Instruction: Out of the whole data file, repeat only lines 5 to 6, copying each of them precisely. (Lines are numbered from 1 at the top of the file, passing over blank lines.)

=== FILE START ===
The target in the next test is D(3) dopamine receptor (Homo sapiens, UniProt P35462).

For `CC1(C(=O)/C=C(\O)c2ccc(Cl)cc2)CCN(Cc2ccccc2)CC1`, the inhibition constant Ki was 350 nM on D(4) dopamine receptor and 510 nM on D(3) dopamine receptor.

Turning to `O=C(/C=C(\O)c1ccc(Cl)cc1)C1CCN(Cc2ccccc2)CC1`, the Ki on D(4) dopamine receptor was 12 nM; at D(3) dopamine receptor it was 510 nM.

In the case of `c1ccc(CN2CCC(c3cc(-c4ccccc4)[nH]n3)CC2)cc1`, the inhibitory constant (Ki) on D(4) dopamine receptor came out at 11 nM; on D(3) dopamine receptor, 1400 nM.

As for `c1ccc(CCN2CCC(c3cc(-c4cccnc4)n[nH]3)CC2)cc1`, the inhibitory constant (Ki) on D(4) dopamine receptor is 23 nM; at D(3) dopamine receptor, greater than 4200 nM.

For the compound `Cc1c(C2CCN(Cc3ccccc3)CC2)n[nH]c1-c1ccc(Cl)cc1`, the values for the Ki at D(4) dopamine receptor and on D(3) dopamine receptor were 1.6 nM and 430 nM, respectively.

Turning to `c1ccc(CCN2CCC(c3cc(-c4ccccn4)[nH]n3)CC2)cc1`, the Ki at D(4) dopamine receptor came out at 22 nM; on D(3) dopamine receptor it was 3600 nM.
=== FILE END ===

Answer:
As for `c1ccc(CCN2CCC(c3cc(-c4cccnc4)n[nH]3)CC2)cc1`, the inhibitory constant (Ki) on D(4) dopamine receptor is 23 nM; at D(3) dopamine receptor, greater than 4200 nM.

For the compound `Cc1c(C2CCN(Cc3ccccc3)CC2)n[nH]c1-c1ccc(Cl)cc1`, the values for the Ki at D(4) dopamine receptor and on D(3) dopamine receptor were 1.6 nM and 430 nM, respectively.